The Nelson A. Rockefeller Center for Public Policy and the Social Sciences

NOTES FROM THE FIELD: CINDY SHEN '21

Cindy Shen '21 interning at the Council of Economic Advisers (CEA) during the 2019 fall term.

Cindy Shen '21 interning at the Council of Economic Advisers (CEA) during the 2019 fall term.

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Cindy Shen '21 interned at the Council of Economic Advisers (CEA) during the 2019 fall term. The following is an excerpt from her internship report.

I interned at the Council of Economic Advisers (CEA), an agency within the Executive Office of the President that offers the President objective economic advice for use in domestic and international policymaking. At the CEA, I primarily conducted research on topics related to healthcare and trade policy. My larger projects included studying the effects of the Affordable Care Act on un-insurance rates among people with pre-existing conditions, examining the consequences of the European Union’s proposed digital services tax, and coding in Python to aid future CEA macroeconomic research. I also had the opportunity to contribute to the Economic Report of the President, an annual report written by the CEA that delineates U.S. economic performance and the Administration’s upcoming economic priorities. 

Since much of the CEA’s research focuses on policy at the forefront of political and media attention, no day on the job ever looked the same. One minute I’d find myself drafting a memo on the opioid crisis, and the next I’d find myself hunting down the volume of dairy exports from a country I hardly knew anything about. In the classroom, a single research question can take months to develop, but at the CEA, a single Tweet could launch us into an end-of-day deadline. The quick pace of the work kept me engaged and on my toes, and has since inspired me to further consider a career in economic policy analysis.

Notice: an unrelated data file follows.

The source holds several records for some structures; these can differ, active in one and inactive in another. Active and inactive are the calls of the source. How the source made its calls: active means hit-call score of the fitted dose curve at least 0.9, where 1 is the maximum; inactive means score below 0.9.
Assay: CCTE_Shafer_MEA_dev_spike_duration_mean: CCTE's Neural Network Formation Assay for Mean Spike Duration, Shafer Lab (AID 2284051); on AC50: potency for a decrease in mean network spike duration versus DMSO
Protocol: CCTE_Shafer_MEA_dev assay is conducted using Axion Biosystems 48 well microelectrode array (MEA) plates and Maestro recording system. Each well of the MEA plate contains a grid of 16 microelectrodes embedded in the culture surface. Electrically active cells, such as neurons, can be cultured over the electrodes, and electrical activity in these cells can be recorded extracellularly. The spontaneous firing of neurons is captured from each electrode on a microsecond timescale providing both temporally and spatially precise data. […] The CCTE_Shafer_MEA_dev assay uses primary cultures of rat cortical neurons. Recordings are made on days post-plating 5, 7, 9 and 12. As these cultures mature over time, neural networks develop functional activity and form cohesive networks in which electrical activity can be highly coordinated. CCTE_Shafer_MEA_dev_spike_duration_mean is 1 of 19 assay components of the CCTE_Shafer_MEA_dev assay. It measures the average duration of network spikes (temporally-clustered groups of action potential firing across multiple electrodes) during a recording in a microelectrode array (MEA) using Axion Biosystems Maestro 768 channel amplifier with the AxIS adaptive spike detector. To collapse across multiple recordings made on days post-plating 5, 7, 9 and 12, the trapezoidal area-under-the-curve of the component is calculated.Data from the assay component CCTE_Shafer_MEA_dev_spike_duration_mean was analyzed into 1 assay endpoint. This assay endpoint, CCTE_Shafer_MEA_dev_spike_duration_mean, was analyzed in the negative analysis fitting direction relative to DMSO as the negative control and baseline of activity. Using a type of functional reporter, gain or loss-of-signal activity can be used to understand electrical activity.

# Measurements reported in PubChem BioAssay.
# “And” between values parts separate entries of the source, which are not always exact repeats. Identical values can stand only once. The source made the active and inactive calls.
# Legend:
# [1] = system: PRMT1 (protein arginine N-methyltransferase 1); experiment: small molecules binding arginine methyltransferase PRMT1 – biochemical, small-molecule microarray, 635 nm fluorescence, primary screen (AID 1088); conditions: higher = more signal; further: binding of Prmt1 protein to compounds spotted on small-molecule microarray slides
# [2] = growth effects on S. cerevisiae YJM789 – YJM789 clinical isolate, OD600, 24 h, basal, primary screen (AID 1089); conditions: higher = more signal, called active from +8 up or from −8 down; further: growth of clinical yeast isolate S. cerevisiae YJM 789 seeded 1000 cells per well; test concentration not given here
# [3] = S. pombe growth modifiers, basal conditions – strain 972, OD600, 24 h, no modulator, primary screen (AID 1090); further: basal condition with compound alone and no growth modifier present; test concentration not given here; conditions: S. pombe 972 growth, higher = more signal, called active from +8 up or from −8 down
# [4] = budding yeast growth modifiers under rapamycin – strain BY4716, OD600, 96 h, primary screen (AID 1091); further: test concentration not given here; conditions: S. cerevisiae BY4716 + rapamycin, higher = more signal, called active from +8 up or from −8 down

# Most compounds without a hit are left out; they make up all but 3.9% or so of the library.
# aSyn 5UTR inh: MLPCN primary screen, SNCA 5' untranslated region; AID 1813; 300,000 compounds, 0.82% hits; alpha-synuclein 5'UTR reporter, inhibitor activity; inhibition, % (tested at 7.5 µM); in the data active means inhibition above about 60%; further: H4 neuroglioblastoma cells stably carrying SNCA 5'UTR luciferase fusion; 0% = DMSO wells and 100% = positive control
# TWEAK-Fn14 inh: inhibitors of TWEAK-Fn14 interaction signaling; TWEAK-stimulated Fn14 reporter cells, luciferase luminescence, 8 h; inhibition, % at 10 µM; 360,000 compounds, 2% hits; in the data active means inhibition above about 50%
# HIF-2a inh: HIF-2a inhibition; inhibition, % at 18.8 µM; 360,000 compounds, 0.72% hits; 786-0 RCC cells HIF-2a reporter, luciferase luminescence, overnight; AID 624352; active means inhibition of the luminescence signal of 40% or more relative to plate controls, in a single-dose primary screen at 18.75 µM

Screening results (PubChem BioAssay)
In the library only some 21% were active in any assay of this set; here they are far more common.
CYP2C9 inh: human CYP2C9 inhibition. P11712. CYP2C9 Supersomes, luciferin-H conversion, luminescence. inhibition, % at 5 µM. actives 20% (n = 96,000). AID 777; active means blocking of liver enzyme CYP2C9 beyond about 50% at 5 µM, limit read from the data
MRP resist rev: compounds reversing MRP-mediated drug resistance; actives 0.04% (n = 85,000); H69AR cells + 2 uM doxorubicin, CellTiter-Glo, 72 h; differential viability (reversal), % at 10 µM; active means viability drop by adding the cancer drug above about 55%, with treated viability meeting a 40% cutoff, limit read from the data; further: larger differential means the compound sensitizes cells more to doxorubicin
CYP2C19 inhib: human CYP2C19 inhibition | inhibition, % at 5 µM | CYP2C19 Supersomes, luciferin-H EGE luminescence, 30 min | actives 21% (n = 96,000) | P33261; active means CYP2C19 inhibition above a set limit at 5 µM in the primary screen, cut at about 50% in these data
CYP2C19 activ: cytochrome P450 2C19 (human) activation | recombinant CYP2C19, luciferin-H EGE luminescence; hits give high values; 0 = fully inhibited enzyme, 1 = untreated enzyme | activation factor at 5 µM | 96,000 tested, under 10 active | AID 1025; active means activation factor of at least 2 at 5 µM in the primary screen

Not only did I get to contribute to meaningful and challenging work, but I also got to collaborate with some of the coolest and smartest people I’ve ever met. Working with leading economists and talented fellow interns pushed me to think more critically before arriving at conclusions and exposed me to new perspectives beyond what we typically hear in the sheltered town of Hanover. I had the chance to get lunch with leading economic scholars and political advisers, and I was even paired directly with a senior mentor on my first day. Most importantly, I got to meet people whom I know will be lifelong friends with. 

I am excited to apply my experiences in economic analysis and policy research to my future endeavors, and I am incredibly grateful to the Rockefeller Center for making this dream into a reality. 

The Rockefeller Internships Program has funding for Dartmouth undergraduate students to help defray the cost of living expenses associated with a full-time, unpaid, leave-term internships in the fields of public policy, public affairs, and social entrepreneurship.

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